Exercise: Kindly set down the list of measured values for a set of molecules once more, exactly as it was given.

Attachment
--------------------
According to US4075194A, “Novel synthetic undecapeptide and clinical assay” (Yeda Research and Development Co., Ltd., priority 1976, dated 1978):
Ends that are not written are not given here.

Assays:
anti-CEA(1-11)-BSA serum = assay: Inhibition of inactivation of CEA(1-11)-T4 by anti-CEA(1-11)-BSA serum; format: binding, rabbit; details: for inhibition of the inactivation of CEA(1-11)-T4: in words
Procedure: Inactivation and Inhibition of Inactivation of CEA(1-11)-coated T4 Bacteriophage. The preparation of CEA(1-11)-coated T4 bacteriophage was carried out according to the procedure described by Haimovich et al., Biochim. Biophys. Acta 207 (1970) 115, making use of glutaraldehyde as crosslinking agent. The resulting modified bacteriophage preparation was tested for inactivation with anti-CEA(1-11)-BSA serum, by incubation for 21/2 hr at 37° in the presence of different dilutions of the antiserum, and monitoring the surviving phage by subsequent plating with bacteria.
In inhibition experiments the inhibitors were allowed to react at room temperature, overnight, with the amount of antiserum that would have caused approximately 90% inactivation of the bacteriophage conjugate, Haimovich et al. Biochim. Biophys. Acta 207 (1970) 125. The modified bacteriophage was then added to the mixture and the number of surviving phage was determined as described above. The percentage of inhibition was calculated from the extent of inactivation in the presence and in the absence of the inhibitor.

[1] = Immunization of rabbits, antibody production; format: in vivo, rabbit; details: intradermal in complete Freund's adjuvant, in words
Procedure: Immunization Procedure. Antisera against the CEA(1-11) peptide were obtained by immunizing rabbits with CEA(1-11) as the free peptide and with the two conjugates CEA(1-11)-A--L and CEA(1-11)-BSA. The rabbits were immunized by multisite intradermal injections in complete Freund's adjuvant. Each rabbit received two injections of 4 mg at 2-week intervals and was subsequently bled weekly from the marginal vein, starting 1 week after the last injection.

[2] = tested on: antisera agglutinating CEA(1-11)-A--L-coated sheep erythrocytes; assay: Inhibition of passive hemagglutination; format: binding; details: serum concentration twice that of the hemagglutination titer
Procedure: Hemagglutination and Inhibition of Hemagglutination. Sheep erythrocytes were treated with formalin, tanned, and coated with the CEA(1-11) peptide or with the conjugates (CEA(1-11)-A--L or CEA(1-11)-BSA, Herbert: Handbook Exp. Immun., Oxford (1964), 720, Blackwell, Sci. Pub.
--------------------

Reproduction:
According to US4075194A, “Novel synthetic undecapeptide and clinical assay” (Yeda Research and Development Co., Ltd., priority 1976, dated 1978):
Ends that are not written are not given here.

Assays:
anti-CEA(1-11)-BSA serum = assay: Inhibition of inactivation of CEA(1-11)-T4 by anti-CEA(1-11)-BSA serum; format: binding, rabbit; details: for inhibition of the inactivation of CEA(1-11)-T4: in words
Procedure: Inactivation and Inhibition of Inactivation of CEA(1-11)-coated T4 Bacteriophage. The preparation of CEA(1-11)-coated T4 bacteriophage was carried out according to the procedure described by Haimovich et al., Biochim. Biophys. Acta 207 (1970) 115, making use of glutaraldehyde as crosslinking agent. The resulting modified bacteriophage preparation was tested for inactivation with anti-CEA(1-11)-BSA serum, by incubation for 21/2 hr at 37° in the presence of different dilutions of the antiserum, and monitoring the surviving phage by subsequent plating with bacteria.
In inhibition experiments the inhibitors were allowed to react at room temperature, overnight, with the amount of antiserum that would have caused approximately 90% inactivation of the bacteriophage conjugate, Haimovich et al. Biochim. Biophys. Acta 207 (1970) 125. The modified bacteriophage was then added to the mixture and the number of surviving phage was determined as described above. The percentage of inhibition was calculated from the extent of inactivation in the presence and in the absence of the inhibitor.

[1] = Immunization of rabbits, antibody production; format: in vivo, rabbit; details: intradermal in complete Freund's adjuvant, in words
Procedure: Immunization Procedure. Antisera against the CEA(1-11) peptide were obtained by immunizing rabbits with CEA(1-11) as the free peptide and with the two conjugates CEA(1-11)-A--L and CEA(1-11)-BSA. The rabbits were immunized by multisite intradermal injections in complete Freund's adjuvant. Each rabbit received two injections of 4 mg at 2-week intervals and was subsequently bled weekly from the marginal vein, starting 1 week after the last injection.

[2] = tested on: antisera agglutinating CEA(1-11)-A--L-coated sheep erythrocytes; assay: Inhibition of passive hemagglutination; format: binding; details: serum concentration twice that of the hemagglutination titer
Procedure: Hemagglutination and Inhibition of Hemagglutination. Sheep erythrocytes were treated with formalin, tanned, and coated with the CEA(1-11) peptide or with the conjugates (CEA(1-11)-A--L or CEA(1-11)-BSA, Herbert: Handbook Exp. Immun., Oxford (1964), 720, Blackwell, Sci. Pub.